This is a good video. In a way, it’s very surprising to me. I had no idea there was a shortage of software developers, much less a shortage of that magnitude. The people in the video made some pretty good points, but I think in some ways it overplayed some parts and missed some other parts. Of course everyone’s story is going to be different, so this is mine.
My first computer was a Timex Sinclair 1000.
This computer was a tiny device that plugged in to your TV and had a keyboard with multifunction keys. The keys had upper case and lower case, and also could print out a graphic character. But one of the biggest tricks it would do is spit out a whole BASIC command with a single keypress, when it was in context.
So one day, my dad brings home this Timex Sinclair and gives it to me. He says it’s a computer. I’ve always loved computers. Back in 1st grade, in a workbook, there was a page with three futuristic views and you chose which one you felt was going to be the real future. Unsurprisingly, I chose the one with the big computer banks and I wrote beneath it, “I like conputers (sic) and how they work.”
Since I was so awestruck by computers, I had this device hooked up in no time and immediately started using it. The very first thing I did was type in my name, which was very difficult because each keypress would generate a BASIC command. Laboriously, I typed in each character of my name, then backspaced over the command that was inserted. Finally, I got my name entered and pressed Enter.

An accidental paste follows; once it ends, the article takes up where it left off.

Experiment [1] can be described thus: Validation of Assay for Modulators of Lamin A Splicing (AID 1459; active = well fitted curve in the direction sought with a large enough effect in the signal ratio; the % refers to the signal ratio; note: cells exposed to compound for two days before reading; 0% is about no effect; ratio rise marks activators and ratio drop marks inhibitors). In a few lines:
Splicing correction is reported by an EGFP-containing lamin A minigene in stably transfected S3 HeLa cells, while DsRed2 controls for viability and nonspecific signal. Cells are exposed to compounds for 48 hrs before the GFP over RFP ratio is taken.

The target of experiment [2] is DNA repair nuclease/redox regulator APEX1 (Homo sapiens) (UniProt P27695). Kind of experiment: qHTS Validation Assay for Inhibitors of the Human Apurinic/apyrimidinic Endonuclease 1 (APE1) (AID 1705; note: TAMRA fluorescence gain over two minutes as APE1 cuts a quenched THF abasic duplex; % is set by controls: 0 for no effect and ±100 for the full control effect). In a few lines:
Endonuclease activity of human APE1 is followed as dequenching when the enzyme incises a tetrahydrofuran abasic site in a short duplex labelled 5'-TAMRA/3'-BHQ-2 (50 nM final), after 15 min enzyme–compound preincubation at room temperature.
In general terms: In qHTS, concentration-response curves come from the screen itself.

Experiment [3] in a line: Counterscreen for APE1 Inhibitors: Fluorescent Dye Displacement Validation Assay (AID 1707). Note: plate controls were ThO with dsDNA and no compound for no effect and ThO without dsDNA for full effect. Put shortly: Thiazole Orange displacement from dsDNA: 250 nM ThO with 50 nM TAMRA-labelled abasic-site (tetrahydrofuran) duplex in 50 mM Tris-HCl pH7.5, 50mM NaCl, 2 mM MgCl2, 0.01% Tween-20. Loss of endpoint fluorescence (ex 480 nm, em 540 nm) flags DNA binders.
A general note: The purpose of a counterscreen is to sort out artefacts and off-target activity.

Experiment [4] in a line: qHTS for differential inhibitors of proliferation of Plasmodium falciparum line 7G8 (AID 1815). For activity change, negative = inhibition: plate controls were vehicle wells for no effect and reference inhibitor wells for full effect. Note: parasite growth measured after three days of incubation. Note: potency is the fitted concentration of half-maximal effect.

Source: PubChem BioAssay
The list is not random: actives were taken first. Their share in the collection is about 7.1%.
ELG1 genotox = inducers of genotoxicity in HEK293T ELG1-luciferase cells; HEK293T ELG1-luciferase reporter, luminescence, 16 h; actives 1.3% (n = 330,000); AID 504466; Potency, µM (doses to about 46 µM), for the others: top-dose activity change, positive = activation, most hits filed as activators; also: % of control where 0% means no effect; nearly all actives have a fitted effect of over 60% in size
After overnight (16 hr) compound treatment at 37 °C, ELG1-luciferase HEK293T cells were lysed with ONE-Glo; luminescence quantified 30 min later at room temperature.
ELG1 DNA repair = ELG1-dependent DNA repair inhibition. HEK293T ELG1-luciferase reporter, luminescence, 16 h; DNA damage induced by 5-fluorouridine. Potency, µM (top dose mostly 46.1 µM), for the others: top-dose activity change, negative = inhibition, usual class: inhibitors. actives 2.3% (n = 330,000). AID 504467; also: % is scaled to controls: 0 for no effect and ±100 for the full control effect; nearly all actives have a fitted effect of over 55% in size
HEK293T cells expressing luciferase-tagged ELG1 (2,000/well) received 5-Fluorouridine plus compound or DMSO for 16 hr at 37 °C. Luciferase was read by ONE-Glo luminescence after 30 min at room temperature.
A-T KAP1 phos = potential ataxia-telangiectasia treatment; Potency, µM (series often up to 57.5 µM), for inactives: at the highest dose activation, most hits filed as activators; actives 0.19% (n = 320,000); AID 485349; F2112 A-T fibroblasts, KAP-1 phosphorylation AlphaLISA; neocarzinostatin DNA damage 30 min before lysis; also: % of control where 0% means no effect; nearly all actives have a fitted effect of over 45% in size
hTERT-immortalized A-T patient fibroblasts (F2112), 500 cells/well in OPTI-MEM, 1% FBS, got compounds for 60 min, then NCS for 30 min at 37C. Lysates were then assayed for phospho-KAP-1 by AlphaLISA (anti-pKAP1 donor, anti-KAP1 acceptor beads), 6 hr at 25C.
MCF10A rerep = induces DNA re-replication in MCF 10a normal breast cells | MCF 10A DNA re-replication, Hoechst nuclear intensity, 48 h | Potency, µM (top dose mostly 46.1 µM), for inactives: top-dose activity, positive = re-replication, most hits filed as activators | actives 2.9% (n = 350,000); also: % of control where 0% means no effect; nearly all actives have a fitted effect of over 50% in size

I look up at my dad and say “What? It doesn’t know my name?”
And my dad thrust the owners manual at me and said, “No, you have to read this.”
And so I did, starting with two-line programs that would fill the screen with graphic characters (10 PRINT “JHGJSFGJD”; 20 GOTO 10). Then I remember the first time I struggled trying to figure out how I could fit two pages of code onto the tiny screen, thinking that if the program code scrolled off the top of the screen it would be lost. Then I just started “doing it.” Coding just became something I did. And back then, if you wanted a computer to do something, you made the program yourself.
My take on being a coder, which isn’t one expressed in the video, is that it’s pretty close to being a god. As a coder, you are creating things. And not creating in the artist sense, because most all art is simply a static representation. A coder creates something that does things. Mechanical and electrical engineers should have the same feeling. When you’re done with your work, you can release your creation and it lives on its own. That’s pretty powerful.
The other thing about coding, and the one that always makes me tell everyone “I love being a programmer”, is that it makes your life so much easier. If there is anything you do that is difficult, repetitive, or monotonous, you can write a program to do it for you. Like a boss. You can’t fully grasp how great of a feeling this is unless you’ve actually done it. When you spend a hour a day doing a task, and you invest a couple of hours into writing a program, then you gain an hour back every day because that task is now automated, that’s the miracle of software. And that’s the reason businesses need programmers.
The video doesn’t mention this, but software development has been one of the most resilient professions in recent times. If you’re good, you should not have any issue finding a job. Although the video overplays the supposed awesomeness of working at Facebook, Twitter, or Google, there are many great companies that love their IT departments and usually give them a break when it comes it corporate rigidity. Although some people are after the money (i.e. recent post), you can still get a great income from doing something you love. And when you love it as much as I do, it’s hardly considered work.
So, get yourself involved with coding, or get someone else coding. Don’t see it as a chore, or a task, or as work. View it as creating, as art, as play. Create something tiny and say, “what if?”, then “what now?”